Garlic is one of my absolute favorite ingredients to work with. I’m a big fan of spicy foods, but constantly using hot sauces and chili peppers can make your dish taste more Mexican, Indian, South American, etc. than you’d like. Sometimes you just need a kick without changing the flavor profile so much. Enter: garlic. (Also good: fresh-cracked black pepper, horseradish, and red pepper flakes, all of which you can find in my kitchen on any given day.)
Garlic can be tough to keep on hand though. It spoils more quickly than you can use it, it’s a pain in the ass to peel and chop (when I’m not in need of whole cloves, I press the flat side of a kitchen knife down onto the garlic clove on a cutting board and the peel comes right off), and it’s very finicky about the temperature you keep it at. Sure, it’s easy enough to grab a jar of shelf-stable minced or chopped garlic from the grocery store, but I take issue with this for two reasons: 1) it’s swimming in oil, which changes the flavor of both the garlic and the food you put it in, and 2) fresh, raw garlic has an incredibly different taste than store-bought prepared garlic. Also, I will ALWAYS choose fresh ingredients over convenience. Trust me, it’s worth it.
Granted, garlic rarely goes bad in my house since Mike and I both love it and put it in/on everything (hot tip: spruce up your frozen cheese pizza with a little freshly chopped garlic and basil. And P.S., I started doing this well before the feature in the latest Real Simple), but I’m always on the lookout for new things to can and have been trying to pay special attention lately to ingredients that people will use. My Chinese plum sauce is delicious, but how many of you will actually cook up the Mu Shu Pork recipe I’ll be attaching to it in your Christmas basket? And how many of you will actually use a jar of garlic? Hence, pickled garlic.
Perhaps you’re wondering why I didn’t opt to can chopped garlic in oil like they stock in the grocery store. As I mentioned earlier, oil changes the flavor of the garlic, as does chopping it up before you use it. Keeping the garlic cloves whole reserves that strong, spicy flavor we all love, and pickling it with a vinegar-based solution changes the flavor without absorbing it, which it what oil does. Also, it’s not safe to can anything in oil at home. We regular Janes (and perhaps some Johns) don’t have the equipment to bring these products to safe temperatures, and even the grocery store garlic-in-oil products won’t keep nearly as long as a pickled product.
I actually bought my sleeve of garlic heads at Costco. Might seem weird, but Costco has pretty nice produce, if you can’t wait for the Farmer’s Market or get to a local produce stand. Since they buy in bulk, they get great prices and the highest chance of getting a quality product. It’s just math really – the more apples you buy, the higher the good:bad apple ratio will be. Truth be told, the reason I bought garlic at Costco this time was because we needed garlic and I really didn’t want to go to Safeway. I’m a Trader Joe’s/Sprouts kind of girl who gets her produce delivered from a CSA and buys meats at Mexican markets, so I generally avoid Safeway and Lucky’s anyways. Plus, I knew if I bought all that garlic I’d have to find some way to ensure I used it all, every last clove. So I started the process of finding a pickled garlic recipe.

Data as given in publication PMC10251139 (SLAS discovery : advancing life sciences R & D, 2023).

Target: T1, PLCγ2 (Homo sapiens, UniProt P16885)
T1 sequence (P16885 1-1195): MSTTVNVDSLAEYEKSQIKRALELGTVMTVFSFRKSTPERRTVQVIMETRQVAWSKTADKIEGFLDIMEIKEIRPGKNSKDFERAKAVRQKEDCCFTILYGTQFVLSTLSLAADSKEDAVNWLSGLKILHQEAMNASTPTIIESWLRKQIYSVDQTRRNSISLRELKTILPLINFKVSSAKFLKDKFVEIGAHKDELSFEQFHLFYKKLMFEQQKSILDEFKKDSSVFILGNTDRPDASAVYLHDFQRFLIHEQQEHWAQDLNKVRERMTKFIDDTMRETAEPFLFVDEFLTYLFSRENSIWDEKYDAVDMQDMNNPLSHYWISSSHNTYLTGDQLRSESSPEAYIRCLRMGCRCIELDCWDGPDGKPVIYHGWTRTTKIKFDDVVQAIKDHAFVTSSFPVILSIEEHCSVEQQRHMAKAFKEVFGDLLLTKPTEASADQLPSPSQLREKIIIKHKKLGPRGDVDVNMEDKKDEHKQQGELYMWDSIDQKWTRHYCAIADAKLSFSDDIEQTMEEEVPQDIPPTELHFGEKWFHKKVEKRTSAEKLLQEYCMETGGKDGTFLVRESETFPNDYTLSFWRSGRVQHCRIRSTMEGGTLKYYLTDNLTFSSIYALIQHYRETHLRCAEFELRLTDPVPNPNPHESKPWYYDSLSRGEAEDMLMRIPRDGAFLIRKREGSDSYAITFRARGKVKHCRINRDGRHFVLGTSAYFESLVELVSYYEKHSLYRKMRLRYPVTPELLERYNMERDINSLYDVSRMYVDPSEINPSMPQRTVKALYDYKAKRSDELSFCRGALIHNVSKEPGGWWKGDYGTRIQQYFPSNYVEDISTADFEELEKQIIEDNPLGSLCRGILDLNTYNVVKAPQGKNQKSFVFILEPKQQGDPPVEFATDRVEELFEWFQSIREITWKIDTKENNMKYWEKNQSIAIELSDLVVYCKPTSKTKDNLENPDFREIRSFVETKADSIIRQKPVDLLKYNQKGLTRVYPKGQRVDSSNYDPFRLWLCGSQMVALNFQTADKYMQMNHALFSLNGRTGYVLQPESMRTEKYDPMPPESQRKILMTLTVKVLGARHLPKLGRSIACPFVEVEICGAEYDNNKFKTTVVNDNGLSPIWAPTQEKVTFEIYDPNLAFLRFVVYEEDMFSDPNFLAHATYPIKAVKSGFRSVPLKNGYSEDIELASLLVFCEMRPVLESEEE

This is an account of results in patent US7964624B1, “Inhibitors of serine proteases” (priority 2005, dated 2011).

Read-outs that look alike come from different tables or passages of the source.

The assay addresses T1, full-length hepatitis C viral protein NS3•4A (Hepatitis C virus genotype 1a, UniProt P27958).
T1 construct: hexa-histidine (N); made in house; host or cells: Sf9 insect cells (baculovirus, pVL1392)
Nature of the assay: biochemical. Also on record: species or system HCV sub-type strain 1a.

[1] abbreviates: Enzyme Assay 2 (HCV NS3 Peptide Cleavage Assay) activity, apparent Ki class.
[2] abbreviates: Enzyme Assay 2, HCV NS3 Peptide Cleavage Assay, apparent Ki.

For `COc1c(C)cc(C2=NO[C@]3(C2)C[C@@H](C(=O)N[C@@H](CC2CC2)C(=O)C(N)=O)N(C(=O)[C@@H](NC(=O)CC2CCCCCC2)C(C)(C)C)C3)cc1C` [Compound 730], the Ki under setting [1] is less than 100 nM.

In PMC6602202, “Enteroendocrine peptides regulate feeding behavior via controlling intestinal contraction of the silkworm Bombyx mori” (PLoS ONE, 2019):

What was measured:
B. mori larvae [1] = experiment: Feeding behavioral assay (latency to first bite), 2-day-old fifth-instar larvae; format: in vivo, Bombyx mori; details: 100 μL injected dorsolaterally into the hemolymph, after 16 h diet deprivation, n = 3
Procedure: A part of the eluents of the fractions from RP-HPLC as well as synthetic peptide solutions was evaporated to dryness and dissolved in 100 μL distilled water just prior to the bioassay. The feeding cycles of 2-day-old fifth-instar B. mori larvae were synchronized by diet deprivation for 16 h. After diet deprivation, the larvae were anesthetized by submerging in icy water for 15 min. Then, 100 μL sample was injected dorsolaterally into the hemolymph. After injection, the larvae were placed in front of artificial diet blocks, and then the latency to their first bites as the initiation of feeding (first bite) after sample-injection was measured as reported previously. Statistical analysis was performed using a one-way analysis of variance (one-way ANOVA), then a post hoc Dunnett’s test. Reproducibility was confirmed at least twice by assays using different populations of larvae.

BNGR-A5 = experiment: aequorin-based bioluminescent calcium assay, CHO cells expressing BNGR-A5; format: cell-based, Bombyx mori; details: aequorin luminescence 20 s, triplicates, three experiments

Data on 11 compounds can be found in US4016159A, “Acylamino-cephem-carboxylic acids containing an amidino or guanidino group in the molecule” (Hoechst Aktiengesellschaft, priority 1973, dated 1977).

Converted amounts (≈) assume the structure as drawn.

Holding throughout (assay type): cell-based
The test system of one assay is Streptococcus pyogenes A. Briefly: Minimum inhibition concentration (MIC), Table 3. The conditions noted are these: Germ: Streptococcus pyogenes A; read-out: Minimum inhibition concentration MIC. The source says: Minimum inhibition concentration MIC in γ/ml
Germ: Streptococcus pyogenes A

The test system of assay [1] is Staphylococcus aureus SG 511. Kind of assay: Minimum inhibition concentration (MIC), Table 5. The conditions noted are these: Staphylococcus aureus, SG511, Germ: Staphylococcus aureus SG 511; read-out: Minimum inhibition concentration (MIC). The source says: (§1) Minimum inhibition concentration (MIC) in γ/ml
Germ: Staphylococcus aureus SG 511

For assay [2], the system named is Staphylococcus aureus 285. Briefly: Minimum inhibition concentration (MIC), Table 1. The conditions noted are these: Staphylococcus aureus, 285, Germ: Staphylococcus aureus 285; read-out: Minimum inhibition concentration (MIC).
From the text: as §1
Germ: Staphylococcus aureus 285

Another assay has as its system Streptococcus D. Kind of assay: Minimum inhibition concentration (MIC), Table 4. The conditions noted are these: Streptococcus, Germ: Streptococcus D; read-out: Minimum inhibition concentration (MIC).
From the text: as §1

Naturally I first turned to my two cookbooks on canning, because if it’s published, it’s legit. Maybe you read that sarcastically, but I’m 100% serious. Recipes in published cookbooks are tried and true, whereas anyone can publish on the internet (including me!). I was surprised that neither cookbook had a recipe. So I hit the internet. Hard. When I look for a recipe, I don’t just settle on one. I read about a dozen to make sure I understand the “why” of each ingredient and step in the process. This isn’t just me being a neurotic Type-A, it’s incredibly important to understand the effects of everything involved if you want to tinker with the recipe even a little bit, a lesson I learned when I first got into baking and have since applied to everything I do in the kitchen. If you don’t have Kosher salt and want to use table salt instead, you need to know how it’s going to change the final product so you can adjust cooking times and quantities of other ingredients. After some research (I just Google-ate “pickled garlic” and go from there, knowing the URLs that I trust based on experience: allrecipes.com, foodinjars.com, etc.) and math to adjust for the actual amount of garlic I had, I settled on a plan of attack.
Step One: Prepare cans for water bath canning
Guys, this is easy. Unscrew the lids and put just the cans in a large pot, making sure there is at least one inch of water covering them, and boil. All this is doing is sterilizing the cans. Once the water comes to a boil, keep the cans in there for, you know, awhile. I usually let them boil for at least 10-15 minutes. The longer the safer, which is why this is the first step. Put the lids in a bowl and set them aside. You don’t need to do anything with the can rings yet.
Step Two: Separate the cloves and peel the garlic